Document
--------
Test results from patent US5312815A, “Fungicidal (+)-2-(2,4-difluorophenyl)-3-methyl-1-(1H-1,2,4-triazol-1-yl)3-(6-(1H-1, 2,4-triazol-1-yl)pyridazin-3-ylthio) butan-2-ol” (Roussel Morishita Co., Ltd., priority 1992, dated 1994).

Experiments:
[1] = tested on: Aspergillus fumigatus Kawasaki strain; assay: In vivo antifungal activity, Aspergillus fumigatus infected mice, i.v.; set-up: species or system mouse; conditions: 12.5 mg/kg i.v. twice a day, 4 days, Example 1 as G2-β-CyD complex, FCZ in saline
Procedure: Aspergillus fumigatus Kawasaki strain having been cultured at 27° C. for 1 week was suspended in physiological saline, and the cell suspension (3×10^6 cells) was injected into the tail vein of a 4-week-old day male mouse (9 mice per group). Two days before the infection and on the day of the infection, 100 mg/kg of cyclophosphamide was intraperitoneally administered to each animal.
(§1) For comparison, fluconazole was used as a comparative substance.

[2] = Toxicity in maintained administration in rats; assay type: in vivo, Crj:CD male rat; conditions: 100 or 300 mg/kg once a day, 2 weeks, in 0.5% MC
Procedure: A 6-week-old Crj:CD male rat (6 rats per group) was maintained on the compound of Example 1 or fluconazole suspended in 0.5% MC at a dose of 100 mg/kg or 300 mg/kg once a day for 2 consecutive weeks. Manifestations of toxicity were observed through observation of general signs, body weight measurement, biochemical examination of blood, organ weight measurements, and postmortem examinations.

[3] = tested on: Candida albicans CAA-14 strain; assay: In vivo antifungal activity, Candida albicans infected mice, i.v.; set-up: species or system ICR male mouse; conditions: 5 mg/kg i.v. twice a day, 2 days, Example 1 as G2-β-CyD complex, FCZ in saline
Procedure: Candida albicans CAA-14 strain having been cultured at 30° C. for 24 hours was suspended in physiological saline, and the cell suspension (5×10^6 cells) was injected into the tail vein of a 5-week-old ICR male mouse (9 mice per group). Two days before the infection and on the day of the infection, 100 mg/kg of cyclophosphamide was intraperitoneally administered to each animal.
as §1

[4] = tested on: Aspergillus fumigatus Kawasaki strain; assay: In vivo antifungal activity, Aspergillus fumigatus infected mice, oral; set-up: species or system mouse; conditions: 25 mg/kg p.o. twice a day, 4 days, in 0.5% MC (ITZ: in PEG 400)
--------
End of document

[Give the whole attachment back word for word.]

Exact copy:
Test results from patent US5312815A, “Fungicidal (+)-2-(2,4-difluorophenyl)-3-methyl-1-(1H-1,2,4-triazol-1-yl)3-(6-(1H-1, 2,4-triazol-1-yl)pyridazin-3-ylthio) butan-2-ol” (Roussel Morishita Co., Ltd., priority 1992, dated 1994).

Experiments:
[1] = tested on: Aspergillus fumigatus Kawasaki strain; assay: In vivo antifungal activity, Aspergillus fumigatus infected mice, i.v.; set-up: species or system mouse; conditions: 12.5 mg/kg i.v. twice a day, 4 days, Example 1 as G2-β-CyD complex, FCZ in saline
Procedure: Aspergillus fumigatus Kawasaki strain having been cultured at 27° C. for 1 week was suspended in physiological saline, and the cell suspension (3×10^6 cells) was injected into the tail vein of a 4-week-old day male mouse (9 mice per group). Two days before the infection and on the day of the infection, 100 mg/kg of cyclophosphamide was intraperitoneally administered to each animal.
(§1) For comparison, fluconazole was used as a comparative substance.

[2] = Toxicity in maintained administration in rats; assay type: in vivo, Crj:CD male rat; conditions: 100 or 300 mg/kg once a day, 2 weeks, in 0.5% MC
Procedure: A 6-week-old Crj:CD male rat (6 rats per group) was maintained on the compound of Example 1 or fluconazole suspended in 0.5% MC at a dose of 100 mg/kg or 300 mg/kg once a day for 2 consecutive weeks. Manifestations of toxicity were observed through observation of general signs, body weight measurement, biochemical examination of blood, organ weight measurements, and postmortem examinations.

[3] = tested on: Candida albicans CAA-14 strain; assay: In vivo antifungal activity, Candida albicans infected mice, i.v.; set-up: species or system ICR male mouse; conditions: 5 mg/kg i.v. twice a day, 2 days, Example 1 as G2-β-CyD complex, FCZ in saline
Procedure: Candida albicans CAA-14 strain having been cultured at 30° C. for 24 hours was suspended in physiological saline, and the cell suspension (5×10^6 cells) was injected into the tail vein of a 5-week-old ICR male mouse (9 mice per group). Two days before the infection and on the day of the infection, 100 mg/kg of cyclophosphamide was intraperitoneally administered to each animal.
as §1

[4] = tested on: Aspergillus fumigatus Kawasaki strain; assay: In vivo antifungal activity, Aspergillus fumigatus infected mice, oral; set-up: species or system mouse; conditions: 25 mg/kg p.o. twice a day, 4 days, in 0.5% MC (ITZ: in PEG 400)